Maybe the curse on "Due South" has lifted.
Canceled in June, the unpredictable, tragicomic adventures of a handsome, wholesome, crime-busting Mountie loosed on Chicago has returned to CBS (Fridays at 8 p.m.) in hopes of boosting the network's third-place lineup.
"Due South" has been a struggle for its stars Paul Gross, as Constable Benton Fraser of the Royal Canadian Mounted Police, and David Marciano as Ray Vecchio, the cynical police detective who is Fraser's foil and best friend.
"It's been cursed and blessed from the beginning," says Marciano. Both he and Gross initially rejected the series because neither of them could get a handle on their characters.
"I laughed out loud the first time I read the script," Gross says. "And I also thought, 'I have no idea how to play this part.'
"A lot of the scenes you could push into 'Saturday Night Live' comedy, but then you'd have a followup scene that was serious, with real implications for his character," he says. "And you can't put them side by side."
Marciano, best known as the bicycle messenger in the defunct "Civil Wars," had similar problems. "When I first received the script I thought, 'Good writing. Funny. But the character doesn't jibe.' "
Despite their misgivings, both signed on for the pilot episode, which was shot partly in the Yukon. When the plot called for a dead caribou, the producers killed one. Enter the curse:
"The Inuit people up there told us, 'You killed this caribou and you didn't use it for its true purpose. So we have to have a burial and a ceremony to get the curse off you, [otherwise] your whole show will be cursed,' " Marciano recalls.
Unfortunately, nobody took the Inuits seriously and the production moved back to its Toronto home.
"Suddenly all this weird stuff began happening to us," Marciano says. A plane used in the production crashed. A special-effects explosion nearly blew up the El Mocambo rock club. Finally, the producers had had enough.
"Somebody flew up to the Yukon and they did a proper burial," he says.
The pilot episode, which aired as a two-hour movie, astonished everybody by finishing 22nd for the week. "CBS thought, 'Oh, boy, we'd better start making shows,' " Marciano recalls.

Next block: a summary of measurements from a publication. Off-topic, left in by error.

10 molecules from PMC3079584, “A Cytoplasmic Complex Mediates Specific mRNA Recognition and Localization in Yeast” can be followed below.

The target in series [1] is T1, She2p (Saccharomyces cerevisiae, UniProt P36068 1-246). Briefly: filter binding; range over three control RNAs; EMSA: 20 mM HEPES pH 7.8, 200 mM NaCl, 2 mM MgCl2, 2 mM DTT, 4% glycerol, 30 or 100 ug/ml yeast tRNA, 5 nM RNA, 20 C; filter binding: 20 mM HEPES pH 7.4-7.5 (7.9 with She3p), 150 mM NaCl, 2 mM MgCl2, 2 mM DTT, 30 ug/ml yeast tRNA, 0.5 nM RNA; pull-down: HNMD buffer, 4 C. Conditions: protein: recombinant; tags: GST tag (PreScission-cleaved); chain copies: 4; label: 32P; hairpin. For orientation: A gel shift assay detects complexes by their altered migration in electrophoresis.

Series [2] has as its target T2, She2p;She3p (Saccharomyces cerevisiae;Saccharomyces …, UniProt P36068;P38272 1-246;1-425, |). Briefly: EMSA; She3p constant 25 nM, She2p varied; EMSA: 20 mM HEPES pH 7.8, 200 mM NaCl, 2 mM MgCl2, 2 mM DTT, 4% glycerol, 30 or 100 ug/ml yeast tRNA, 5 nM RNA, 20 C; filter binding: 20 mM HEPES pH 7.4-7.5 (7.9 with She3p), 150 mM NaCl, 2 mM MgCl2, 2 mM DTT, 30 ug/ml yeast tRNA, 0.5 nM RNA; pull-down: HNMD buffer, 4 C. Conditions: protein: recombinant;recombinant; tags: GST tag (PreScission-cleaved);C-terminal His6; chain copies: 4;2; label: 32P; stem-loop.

That meant trouble for Marciano and Gross, who were still uncomfortable with their characters. In fact, Marciano despised Ray Vecchio.
"I called my acting teacher after the fourth episode and I said, 'I hate him.' She said, 'You can't hate him.' I said, 'I hate him. I don't want to play him any more.' She said, 'You're in big trouble.' "
Marciano finally "found" Vecchio's core of loyalty to friends, and realized that although Fraser is the main character, Vecchio is the spark. "The minute Ray goes back on his heels, the show goes flat," Marciano says. "Maybe that's why I didn't get him."
Gross credits guest star Leslie Nielsen for helping him with his character. The two men had finished a scene together and Gross was upset with himself, and had complained that he'd ruined the piece. Nielsen offered this counsel:
"He said, 'Well, maybe it's not the best scene that you've done. It seemed pretty good to me. You've got to remember that no matter what you do, that is it. You are the character. Nobody else is. They're watching you. You can do anything you want, and it's still the character.'
Gross grins. "I'd never really thought of it that way," he says. "That relaxed me enormously."
Has the curse lifted? Despite its CBS cancellation, the show's producers slashed budgets and kept it in production. It airs in 62 countries and it's a hit in Australia, Britain, Germany--and Canada.
"Last year, if we found ourselves in trouble with plot resolution, we'd blow something up or have a high-speed chase," Gross says.
"In the absence of that kind of money, we've been forced to focus much more on the characters and relationships--the interior of the story lines--and I think that's been helpful."